“You need longer hair.”
“Fucking hell. This is us. You promised to be our drummer once Samhain was over. Get us amps, someplace to rock out. This is the band, ‘False Gods.’
“You never told me what you saw. You are the seer of the spirits. What was your vision?”
“I let the spirits in. I died and went to Hell. I spoke with God. He laughed at me. This is my vision, the band, ‘False Gods.’ Now make it happen with us.”
I had never seen Robby in awe of anything. Now I saw him, a kid, who controlled his friends with pot.
“Can you do it?” I asked.
“Play drums with us, get Jace a decent amp, find a place to practice. This is my vision for us.”
“Do I gotta give up drugs?” Ben Thomas06
“Why the fuck ask that? This is rock n roll, not college.”
I thought about Mary, sitting listless and spaced out. I put out my hand, then grabbed hers and pulled her to her feet.
“Please sing with me.’
She looked lost.
“’Freebird,’” I whispered to her and Jace.

He picked out the melody, note by note, leading up to our vocals.
“If I leave here tomorrow” (I sang to her)
“Would you still remember me?” (she sang back)
“For I must be traveling on, now,” (I returned.)
“’Cause there’s too many places,” (she returned)
“I’ve got to see.” (We both sang)
“But, if I stayed here with you, girl” (Me )
“Things just couldn’t be the same” (Mary)
“’Cause I’m as free as a bird now” (Me)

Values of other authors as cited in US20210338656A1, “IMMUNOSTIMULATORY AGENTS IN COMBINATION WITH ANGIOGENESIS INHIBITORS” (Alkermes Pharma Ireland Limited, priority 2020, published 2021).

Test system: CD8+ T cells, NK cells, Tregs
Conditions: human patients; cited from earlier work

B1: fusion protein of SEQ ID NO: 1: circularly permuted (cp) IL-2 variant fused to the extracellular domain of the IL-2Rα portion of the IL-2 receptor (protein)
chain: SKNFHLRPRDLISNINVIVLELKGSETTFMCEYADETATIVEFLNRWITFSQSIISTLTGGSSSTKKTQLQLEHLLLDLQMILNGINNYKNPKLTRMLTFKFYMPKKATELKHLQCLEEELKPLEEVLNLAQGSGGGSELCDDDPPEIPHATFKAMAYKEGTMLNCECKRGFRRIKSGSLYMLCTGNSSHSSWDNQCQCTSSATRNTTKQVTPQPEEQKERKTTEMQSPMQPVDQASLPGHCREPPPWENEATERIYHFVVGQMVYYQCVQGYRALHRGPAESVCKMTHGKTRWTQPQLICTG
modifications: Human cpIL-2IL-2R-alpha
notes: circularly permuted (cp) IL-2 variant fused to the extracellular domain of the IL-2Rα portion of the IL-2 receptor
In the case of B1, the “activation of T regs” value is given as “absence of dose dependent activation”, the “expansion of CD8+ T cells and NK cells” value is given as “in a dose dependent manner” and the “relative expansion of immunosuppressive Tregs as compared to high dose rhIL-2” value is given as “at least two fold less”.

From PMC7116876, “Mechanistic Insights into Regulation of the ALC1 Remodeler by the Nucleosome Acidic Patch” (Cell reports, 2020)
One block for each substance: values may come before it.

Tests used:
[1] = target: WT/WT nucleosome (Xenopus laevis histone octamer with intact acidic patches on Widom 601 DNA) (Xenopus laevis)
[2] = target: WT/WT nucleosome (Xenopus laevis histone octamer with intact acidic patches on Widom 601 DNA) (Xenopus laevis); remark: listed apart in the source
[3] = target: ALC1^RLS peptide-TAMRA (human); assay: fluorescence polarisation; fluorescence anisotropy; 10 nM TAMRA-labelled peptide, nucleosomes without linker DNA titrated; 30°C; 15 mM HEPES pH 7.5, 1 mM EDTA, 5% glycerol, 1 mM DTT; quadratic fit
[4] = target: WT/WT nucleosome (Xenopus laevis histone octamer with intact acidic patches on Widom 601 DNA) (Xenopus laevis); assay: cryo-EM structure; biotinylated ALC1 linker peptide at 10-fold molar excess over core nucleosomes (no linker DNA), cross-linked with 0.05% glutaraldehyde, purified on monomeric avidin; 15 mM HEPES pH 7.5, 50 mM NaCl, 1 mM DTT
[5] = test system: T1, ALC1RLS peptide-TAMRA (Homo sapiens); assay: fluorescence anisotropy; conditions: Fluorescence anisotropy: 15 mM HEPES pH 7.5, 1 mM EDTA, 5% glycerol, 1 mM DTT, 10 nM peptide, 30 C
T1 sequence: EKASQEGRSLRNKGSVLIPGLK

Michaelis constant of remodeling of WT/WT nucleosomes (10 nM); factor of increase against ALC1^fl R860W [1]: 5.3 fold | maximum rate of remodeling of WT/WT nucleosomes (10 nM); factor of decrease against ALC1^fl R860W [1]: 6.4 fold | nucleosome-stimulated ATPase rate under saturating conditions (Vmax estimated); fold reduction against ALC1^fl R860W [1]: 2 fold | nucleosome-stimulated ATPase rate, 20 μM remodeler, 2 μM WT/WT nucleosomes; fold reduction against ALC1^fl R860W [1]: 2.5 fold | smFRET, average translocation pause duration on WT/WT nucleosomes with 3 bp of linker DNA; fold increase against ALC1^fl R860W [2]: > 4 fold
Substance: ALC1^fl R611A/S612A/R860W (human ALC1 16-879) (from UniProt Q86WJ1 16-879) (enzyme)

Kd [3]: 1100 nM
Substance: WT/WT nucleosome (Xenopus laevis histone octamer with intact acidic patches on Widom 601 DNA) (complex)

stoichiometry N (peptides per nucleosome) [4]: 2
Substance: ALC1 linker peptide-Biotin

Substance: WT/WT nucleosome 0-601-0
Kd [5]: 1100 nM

“And this bird, you can not change.” (She finished.)
… and together we sang the long chorus:

“Oh, oh, oh, oh, oh
And the bird you cannot change
And this bird you cannot change
Lord knows, I can’t change
Lord help me, I can’t change
Lord I can’t change
Won’t you fly high, free bird, yeah?”

Published by
Lyrics © Universal Music Publishing Group


Jace did the long guitar solo while Mary and I hugged Robby until he was finally smiling with us.

Samhain complete. Stardust ahead.

The next couple of days, Robby moved his drums over to my room Tim 608 and we practiced in the afternoon. A few days later, I found a note from my dad that the neighbors had complained, Jace worried my dad would find out he was staying with me, so we moved to the garage. John had a conniption shit about the garage being busted. We promised to sound proof it with egg cartons. Jace’s step-mom came home and kicked us out. Robby still hadn’t found us a real amp. Jace brought his SG back to my room, and we banned everyone from coming over and told Robby until he came through, he was also banned. He got Michael to let us practice at his house, a mansion south of Bird Road. It had a music room, with his drums set up, a piano , several amps and a mic’d PA.. Good job, Robby. Now we had two drummers and had to put up with Michael’s little sisters, who tried to watch, until Michael was real mean to them. Jace took a while to adjust when anyone new was added. I worried he’d have stage fright when we actually performed. I started learning rhythm guitar (axe thanks to Michael). We practiced so much, Jace knew when I was going to miss a note, and he’d slide to my wrong note and turn it sweet. It was so much fun, I got lazy about practicing, knowing my mistakes were part of the song. So every time we played a song, it was always different due to the random errors. I loved being saved by his virtuosity. Because he had to pay attention to me, he forgot about everyone else in the room. Soon the regulars had followed Robby over every three o’clock for their joint hookup and random people were coming over because word was spreading about us.